Phil Short's 38XX xover modification


When Tannoy designed the new HF compression driver for the ceramic drivers
they should have given consideration to a slight re-design of the crossover.
Perhaps it was cost cutting rather than a technical oversight- I don't
really know.
Why on earth didn't the Tannoy engineers at the time notice the brash HF
characteristic and do something about it?

I have always found the ceramic magnet Tannoys to have a somewhat
shrill and brash HF quality which I suspect is the main reason why
many people don't like them as much as the older Alnico drivers.
Well due to some experimenting I think I may have found the reason
why.
The auto transformer/choke in the high pass section of the crossover
was originally developed for use on the older alnico drivers which
required more drive to the HF compression driver than the ceramic
magnet based drivers require.
The auto transformer/choke used in the ceramic driver crossovers is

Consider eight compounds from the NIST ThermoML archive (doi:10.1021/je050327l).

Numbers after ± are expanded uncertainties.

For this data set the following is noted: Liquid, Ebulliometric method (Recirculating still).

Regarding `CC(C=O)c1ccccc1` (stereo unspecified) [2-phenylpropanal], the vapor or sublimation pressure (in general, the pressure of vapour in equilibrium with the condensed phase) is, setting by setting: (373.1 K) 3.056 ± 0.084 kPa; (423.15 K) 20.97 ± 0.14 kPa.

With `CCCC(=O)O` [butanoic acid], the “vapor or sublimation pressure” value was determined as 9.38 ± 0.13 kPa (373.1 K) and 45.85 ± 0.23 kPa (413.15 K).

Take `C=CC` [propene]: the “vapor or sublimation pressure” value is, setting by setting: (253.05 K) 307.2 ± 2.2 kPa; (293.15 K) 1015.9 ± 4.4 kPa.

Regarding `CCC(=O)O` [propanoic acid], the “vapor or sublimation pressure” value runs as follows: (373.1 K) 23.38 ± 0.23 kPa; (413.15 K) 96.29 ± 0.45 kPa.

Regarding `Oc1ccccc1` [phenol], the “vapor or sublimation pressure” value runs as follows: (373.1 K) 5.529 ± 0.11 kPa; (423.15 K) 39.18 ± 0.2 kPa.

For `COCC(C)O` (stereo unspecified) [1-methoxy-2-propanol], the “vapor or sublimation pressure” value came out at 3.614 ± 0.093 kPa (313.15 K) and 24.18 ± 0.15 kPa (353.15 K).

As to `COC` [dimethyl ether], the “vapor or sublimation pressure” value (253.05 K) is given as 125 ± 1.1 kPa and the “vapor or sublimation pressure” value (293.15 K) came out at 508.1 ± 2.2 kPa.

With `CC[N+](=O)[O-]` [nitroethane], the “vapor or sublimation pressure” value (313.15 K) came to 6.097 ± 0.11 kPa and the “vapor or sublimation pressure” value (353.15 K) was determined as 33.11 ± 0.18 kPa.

the same as the one used in the crossovers for HPD's and Monitor
Golds.
I believe that Tannoy made a mistake by using the same auto
transformer/choke when they brought out the ceramic magnet drivers.
The main winding of the auto transformer is 4mH inductance which is
where the input is connected via a 3.3uF capacitor. The HF
compression driver is then fed from a tapping which is another 0.5mH
further up the auto transformer. This steps up the voltage fed to the
HF compression driver which is correct for driving the older alnico
drivers which have a considerably longer phase compensating multiple
throat and different shape non truly exponential HF horn.
However, the ceramic drivers which have a much shorter phase
compensating throat and more accurate exponential HF horn, appear to
require less drive. Using resistive droppers after the auto
transformer to adjust drive level is no good because the impedance of
the driver varies with frequency.
I have found that using just the 4mH main winding to feed the HF
compresion driver and not using the step up tapping considerably
improves the HF sound quality.
The ceramic driver HF now sounds very similar to an alnico HPD driver.
In fact it now sounds better with more detail without the its
previously slightly brash character.